Lac-Megantic mayor calls for stricter regulations as decontamination work continues
Published Tuesday, October 22, 2013 2:54PM EDT
Last Updated Thursday, October 31, 2013 1:23PM EDT
Almost 500,000 litres more oil was spilled during the Lac-Megantic disaster than originally estimated, Quebec’s environment department has confirmed.
As crews continue to work on decontaminating the downtown area after it was decimated by a derailed train in July, there is so far no timeline for how long the cleanup effort will take. Officials say, though, that work is going smoothly so far.
Mayor Colette Roy-Laroche, though, said Tuesday not enough is being done to make rail lines safer, adding that regulations are needed on the lines, especially with the volume of hazardous materials being transported every day with the potential to cause harm to both people and the local environment.
Downtown, almost 42 million litres of oily water and soil has been collected from the surrounding area and
cleaned out of the sewers and the lake.
The process of cleaning the soil is a long and arduous one, with a steady stream of trucks clearing the soil away each day.
"The paths are about four kilometres from the downtown of Lac-Megantic so we temporarily stock the piles over there and we will be able to treat them on a continuous basis,” said Paul Benoit of Quebec’s environment department.
With 39 buildings in the disaster zone in need of decontamination, property owners must be consulted; some building will be demolished.
Pair of orchestra to perform
Meantime, a pair of orchestras will perform in Lac-Megantic in the weeks to come as a way of raising money and spirits in the devastated town.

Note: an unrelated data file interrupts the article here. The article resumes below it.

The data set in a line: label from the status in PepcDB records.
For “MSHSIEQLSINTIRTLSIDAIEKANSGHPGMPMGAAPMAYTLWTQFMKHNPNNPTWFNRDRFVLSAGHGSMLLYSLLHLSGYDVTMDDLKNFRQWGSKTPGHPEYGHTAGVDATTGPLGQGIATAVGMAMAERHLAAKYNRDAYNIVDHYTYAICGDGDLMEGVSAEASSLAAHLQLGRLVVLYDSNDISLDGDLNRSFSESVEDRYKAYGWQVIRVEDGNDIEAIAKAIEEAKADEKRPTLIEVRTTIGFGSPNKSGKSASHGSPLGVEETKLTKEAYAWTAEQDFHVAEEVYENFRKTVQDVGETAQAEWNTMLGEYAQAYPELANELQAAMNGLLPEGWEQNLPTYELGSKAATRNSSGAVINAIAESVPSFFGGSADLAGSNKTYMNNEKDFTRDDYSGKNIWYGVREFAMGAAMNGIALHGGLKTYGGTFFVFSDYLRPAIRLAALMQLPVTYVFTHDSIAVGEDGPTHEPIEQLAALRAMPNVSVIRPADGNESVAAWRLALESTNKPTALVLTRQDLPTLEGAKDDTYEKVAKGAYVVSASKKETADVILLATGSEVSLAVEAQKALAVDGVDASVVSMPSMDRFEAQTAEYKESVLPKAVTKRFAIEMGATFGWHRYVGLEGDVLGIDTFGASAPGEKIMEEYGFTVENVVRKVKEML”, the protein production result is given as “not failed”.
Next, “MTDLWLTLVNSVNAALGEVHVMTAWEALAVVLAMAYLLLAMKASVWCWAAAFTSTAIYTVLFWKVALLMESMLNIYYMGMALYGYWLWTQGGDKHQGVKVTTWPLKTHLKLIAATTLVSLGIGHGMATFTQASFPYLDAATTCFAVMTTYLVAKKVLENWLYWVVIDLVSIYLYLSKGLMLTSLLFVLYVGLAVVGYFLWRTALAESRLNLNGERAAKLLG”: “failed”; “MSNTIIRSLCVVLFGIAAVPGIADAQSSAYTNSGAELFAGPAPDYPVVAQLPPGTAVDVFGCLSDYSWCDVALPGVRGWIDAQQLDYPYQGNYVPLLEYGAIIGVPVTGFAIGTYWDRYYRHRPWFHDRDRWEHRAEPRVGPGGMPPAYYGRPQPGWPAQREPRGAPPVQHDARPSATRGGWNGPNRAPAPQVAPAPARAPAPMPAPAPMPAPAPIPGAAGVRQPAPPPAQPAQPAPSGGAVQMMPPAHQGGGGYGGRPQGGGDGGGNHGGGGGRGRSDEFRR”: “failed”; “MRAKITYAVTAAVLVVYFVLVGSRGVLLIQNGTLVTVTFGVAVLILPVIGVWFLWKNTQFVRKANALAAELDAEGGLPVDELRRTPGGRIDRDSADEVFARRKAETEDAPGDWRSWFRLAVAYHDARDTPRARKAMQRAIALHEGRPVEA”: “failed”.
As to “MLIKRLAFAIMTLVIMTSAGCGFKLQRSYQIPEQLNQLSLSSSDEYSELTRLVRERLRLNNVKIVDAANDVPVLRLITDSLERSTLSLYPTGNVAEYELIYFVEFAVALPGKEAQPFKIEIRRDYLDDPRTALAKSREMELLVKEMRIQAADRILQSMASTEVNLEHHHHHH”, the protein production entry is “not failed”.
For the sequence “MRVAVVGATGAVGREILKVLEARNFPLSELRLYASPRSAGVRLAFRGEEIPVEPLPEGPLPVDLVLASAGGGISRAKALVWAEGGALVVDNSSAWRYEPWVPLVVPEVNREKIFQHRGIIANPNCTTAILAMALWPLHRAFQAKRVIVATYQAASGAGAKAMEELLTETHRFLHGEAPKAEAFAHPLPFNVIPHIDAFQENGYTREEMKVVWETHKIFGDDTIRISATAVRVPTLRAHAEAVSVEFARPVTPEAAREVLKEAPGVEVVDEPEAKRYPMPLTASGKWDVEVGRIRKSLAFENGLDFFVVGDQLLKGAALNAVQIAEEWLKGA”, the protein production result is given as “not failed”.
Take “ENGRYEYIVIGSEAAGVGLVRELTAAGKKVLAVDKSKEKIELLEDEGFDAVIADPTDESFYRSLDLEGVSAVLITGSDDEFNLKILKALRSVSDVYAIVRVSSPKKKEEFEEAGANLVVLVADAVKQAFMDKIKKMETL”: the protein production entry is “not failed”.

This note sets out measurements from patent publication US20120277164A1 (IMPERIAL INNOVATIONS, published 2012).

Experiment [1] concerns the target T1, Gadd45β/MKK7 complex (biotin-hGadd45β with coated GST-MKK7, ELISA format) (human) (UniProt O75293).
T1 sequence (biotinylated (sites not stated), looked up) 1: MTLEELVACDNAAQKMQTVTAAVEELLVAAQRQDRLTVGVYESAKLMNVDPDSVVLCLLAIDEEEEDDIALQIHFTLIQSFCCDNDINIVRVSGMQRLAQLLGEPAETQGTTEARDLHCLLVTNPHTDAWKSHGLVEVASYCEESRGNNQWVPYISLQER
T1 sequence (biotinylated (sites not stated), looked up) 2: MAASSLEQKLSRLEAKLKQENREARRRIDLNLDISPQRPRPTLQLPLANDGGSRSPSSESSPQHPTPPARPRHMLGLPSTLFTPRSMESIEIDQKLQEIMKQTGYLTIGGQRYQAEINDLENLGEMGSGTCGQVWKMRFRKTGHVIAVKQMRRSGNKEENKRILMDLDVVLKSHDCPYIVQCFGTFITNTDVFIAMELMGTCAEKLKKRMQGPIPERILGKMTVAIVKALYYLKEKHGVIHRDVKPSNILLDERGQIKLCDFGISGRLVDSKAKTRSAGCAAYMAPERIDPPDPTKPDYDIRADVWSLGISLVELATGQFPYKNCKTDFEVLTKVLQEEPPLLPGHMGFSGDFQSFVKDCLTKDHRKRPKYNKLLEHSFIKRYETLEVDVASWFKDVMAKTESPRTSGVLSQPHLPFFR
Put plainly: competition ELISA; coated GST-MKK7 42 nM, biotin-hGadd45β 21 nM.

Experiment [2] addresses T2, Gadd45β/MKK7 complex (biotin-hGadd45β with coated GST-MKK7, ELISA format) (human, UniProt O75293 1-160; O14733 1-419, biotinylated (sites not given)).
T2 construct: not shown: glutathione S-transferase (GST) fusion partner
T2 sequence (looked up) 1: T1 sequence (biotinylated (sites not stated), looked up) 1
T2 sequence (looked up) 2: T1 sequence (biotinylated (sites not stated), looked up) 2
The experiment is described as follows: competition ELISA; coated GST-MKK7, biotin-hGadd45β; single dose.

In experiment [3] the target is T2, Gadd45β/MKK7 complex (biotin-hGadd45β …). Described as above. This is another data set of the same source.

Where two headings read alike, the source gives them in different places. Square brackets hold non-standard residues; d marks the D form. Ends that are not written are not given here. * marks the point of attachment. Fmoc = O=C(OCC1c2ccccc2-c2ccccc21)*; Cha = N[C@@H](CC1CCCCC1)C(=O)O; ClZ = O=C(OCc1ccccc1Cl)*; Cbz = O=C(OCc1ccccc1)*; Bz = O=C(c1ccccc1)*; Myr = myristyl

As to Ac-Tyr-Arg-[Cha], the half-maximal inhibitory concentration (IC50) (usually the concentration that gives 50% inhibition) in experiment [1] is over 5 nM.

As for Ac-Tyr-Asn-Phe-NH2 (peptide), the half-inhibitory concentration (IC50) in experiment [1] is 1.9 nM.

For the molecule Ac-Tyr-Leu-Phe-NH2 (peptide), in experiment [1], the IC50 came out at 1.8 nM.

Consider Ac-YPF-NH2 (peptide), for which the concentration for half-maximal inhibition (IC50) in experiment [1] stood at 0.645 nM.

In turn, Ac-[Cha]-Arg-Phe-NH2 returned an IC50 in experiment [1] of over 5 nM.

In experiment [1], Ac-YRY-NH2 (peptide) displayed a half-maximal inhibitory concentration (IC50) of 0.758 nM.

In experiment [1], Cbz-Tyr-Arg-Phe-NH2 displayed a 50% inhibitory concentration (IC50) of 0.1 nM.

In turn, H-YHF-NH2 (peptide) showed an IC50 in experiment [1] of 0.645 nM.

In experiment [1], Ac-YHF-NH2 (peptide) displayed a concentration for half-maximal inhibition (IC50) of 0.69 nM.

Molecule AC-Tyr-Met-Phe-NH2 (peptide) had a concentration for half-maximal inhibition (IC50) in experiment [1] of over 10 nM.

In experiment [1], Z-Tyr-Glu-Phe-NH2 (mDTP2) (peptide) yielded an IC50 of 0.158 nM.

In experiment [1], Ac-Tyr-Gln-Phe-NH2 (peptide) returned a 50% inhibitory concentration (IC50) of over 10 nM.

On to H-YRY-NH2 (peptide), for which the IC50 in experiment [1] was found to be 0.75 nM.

The Montreal Symphony Orchestra will perform on Nov. 1, while the Quebec Symphony Orchestra plays the town's arena the following day.
Anyone wishing to attend the musical spectacles will have to buy their tickets in person in Lac-Megantic on Oct. 28 and 29.
Meanwhile Mayor Colette Roy-Laroche said while most of the town's sewers are now free of toxic material, two large areas in the downtown core still need to be decontaminated in work that will likely not be accomplished until next year.
Before winter, certain areas will be sealed off to make sure that spring runoff does not bring oil-laden material into Lake Megantic.
Next the province and the city will have to work with the owners of 39 buildings that lie inside the damaged area.
Paul Benoit, the Minister of the Environment, said some buildings can be saved while others will have to be dismantled.
"For the buildings that are contaminated, we'll have to decide if we have to destroy the building, or if we're able to decontaminate them for further use in future," said Benoit.
Workers have already started rebuilding the railway that runs through the heart of Lac-Megantic, but it is going to take a new path as it reconnects with the town's industrial park.
Some residents are worried, but say that when the first shipment comes out of the town's largest employer, a particle and melamine board company, it will be a moment of pride.
"It will be an emotional moment the first time a locomotive goes through here, but you know a locomotive with rail cars full of particle board parts and melamine panels produced in Lac-Megantic, by people from Lac-Megantic, it is a different thing," said Louis Brassard.
The area that suffered the worst of the devastation will likely be turned into a memorial park, with a new downtown core built further south.